It’s that time of the year again, when porch pumpkins and gourds sit next to spooky ghosts and sometimes ghoulish decor. It’s a season of taking the good with the bad. But what’s possibly more terrifying than being greeted by a 12-foot skeleton bright and early on a fall morning, is the oncoming cold and flu season. For many consumers, now is the time to stock up on immune support and cold relief products to weather the brewing storm of pestilence. 

CivicScience polling indicates a rise in the number of consumers who say they take a holistic approach to general ailments and the common cold before utilizing conventional means to soothe and heal. When compared to earlier poll results in February 2021, the data show a 50% increase in the number of U.S. adults who try herbal and vitamin remedies before traditional over-the-counter medicine.

Holistic medicine such as herbal and vitamin remedies can fall under the broader category of complementary and alternative medicine, as defined by the medical community. Generally speaking, older generations are tied to the conventional treatment of common ailments and the usual viral symptoms. Women are more inclined to attempt a holistic treatment for illness, but people with school-aged kids tend to utilize conventional means from the start. 

Declining Trust in Medical Organizations

The gradual shift from conventional to holistic remedies is correlated with waning trust in major scientific and medical organizations, such as the CDC and FDA. According to CivicScience polling, consumers are more likely to rate their trust in these organizations as low, rather than high or medium. The percentage of the U.S. population who said they have ‘high trust’ in these medical orgs shrunk from one-third to 28% of the population in one year. ‘Low/no trust’ individuals increased from 36% to 40% of individuals in the same time period (excluding those with ‘no opinion’).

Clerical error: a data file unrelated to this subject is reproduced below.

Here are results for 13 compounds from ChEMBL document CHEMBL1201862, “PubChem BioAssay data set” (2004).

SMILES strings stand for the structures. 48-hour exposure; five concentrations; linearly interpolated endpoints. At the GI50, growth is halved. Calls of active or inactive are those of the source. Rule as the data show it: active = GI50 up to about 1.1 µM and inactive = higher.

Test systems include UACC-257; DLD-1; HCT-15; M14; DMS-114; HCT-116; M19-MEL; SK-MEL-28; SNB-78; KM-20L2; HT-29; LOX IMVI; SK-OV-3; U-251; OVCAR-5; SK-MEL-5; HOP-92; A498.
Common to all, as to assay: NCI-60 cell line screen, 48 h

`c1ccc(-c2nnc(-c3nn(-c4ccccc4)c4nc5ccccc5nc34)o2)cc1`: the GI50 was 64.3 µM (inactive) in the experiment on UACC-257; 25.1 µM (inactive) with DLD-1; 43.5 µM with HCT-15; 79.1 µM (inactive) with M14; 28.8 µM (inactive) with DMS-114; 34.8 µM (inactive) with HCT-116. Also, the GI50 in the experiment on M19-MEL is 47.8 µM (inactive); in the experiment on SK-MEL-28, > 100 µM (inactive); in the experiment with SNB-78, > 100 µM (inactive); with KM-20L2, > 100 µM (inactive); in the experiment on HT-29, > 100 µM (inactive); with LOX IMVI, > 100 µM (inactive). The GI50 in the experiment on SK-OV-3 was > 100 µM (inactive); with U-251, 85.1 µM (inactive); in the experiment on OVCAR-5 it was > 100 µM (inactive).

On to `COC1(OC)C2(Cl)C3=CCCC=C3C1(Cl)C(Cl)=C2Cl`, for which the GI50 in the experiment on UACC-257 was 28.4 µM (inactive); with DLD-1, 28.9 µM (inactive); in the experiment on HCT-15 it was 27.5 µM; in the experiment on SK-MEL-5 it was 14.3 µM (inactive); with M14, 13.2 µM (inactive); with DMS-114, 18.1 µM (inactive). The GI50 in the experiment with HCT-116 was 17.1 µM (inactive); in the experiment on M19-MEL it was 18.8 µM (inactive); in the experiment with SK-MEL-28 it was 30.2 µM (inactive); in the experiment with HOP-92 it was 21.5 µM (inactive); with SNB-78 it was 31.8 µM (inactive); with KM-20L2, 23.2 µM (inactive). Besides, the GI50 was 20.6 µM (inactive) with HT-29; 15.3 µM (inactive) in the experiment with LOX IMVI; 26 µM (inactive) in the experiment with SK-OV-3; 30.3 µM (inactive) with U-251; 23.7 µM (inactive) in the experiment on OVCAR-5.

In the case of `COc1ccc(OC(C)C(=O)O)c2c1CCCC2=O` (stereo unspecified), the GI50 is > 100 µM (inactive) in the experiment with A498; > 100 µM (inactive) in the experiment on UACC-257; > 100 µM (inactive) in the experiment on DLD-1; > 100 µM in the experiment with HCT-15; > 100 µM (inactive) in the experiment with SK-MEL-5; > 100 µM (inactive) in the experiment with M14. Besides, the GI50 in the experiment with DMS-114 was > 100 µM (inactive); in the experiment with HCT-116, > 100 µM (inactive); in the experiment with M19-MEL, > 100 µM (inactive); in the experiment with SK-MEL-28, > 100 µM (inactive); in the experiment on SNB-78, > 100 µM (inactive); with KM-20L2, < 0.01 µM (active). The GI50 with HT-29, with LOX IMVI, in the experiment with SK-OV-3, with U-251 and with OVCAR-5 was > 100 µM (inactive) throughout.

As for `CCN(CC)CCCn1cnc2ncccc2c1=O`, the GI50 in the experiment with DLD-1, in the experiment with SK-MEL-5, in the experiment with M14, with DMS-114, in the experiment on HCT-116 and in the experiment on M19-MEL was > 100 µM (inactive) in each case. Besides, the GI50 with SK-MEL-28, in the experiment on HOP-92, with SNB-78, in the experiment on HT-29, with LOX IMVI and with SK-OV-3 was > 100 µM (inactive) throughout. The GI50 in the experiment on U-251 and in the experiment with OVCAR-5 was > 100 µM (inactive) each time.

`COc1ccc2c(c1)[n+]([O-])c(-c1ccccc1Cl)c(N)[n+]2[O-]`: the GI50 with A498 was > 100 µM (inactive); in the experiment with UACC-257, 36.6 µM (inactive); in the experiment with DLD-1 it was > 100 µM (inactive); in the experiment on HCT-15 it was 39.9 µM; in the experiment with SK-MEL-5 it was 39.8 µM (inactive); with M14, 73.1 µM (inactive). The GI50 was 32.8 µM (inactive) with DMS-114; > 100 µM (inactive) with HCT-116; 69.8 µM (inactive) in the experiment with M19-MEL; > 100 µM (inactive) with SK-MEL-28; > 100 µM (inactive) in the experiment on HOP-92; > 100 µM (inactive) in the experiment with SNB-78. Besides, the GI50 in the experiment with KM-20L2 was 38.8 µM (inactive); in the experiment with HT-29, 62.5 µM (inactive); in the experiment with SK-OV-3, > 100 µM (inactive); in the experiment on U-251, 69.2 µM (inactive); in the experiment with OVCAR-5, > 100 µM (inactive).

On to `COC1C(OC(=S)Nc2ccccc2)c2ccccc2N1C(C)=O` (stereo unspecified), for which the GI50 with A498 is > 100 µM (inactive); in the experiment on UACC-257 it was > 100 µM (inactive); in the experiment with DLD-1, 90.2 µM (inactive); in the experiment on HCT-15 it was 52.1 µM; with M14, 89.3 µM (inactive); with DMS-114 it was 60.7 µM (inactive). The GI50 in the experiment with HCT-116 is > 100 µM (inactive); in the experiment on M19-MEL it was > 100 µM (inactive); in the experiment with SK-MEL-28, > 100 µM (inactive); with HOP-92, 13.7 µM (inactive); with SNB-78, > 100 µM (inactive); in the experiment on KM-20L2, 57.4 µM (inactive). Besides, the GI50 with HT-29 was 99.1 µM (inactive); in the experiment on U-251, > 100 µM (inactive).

Data show Americans who say they try holistic treatments before conventional means have significantly less trust in scientific and medical organizations than people seeking conventional treatments first. Half of respondents who use herbal and vitamin remedies before traditional medicine have low or no trust in an organization such as the FDA that regulates conventional over-the-counter drugs.

Possibly a symptom of the recent global pandemic, Americans appear to spook easily. For example, in September, an FDA panel determined that an over-the-counter decongestant (phenylephrine) is ineffective for treating the common cold. While physicians say the compound is harmless despite being ineffective, recent poll results found that consumers are concerned about their health and potential access to over-the-counter medications that contain it. For the average person, the recent ruling on phenylephrine might feel more like backpedaling than ongoing research and development of pharmaceuticals.

Vick’s Beats Out Other Conventional Brands

For those who do seek conventional treatment of the common cold, Vicks DayQuil/NyQuil is the leading brand selected by consumers. Even across generations, consumers choose DayQuil more than any other major brand. Mucinex cuts in just a little bit, finding more loyalty among people under 25, but it’s among consumers who prefer holistic remedies that the brand really catches up to Vicks.

Experts say there are more than 200 viral infections that result in cold symptoms, and children as well as adults deal with them several times throughout the season. For everyone, conventional or holistic treatment aside, it’s not a matter of “if,” but “when” sickness will rear its ugly head. More than half of patients who will come down with a cold will reach for conventional treatments like Vick’s DayQuil or Mucinex. But a growing percentage of people are looking at non-traditional methods to soothe and heal.

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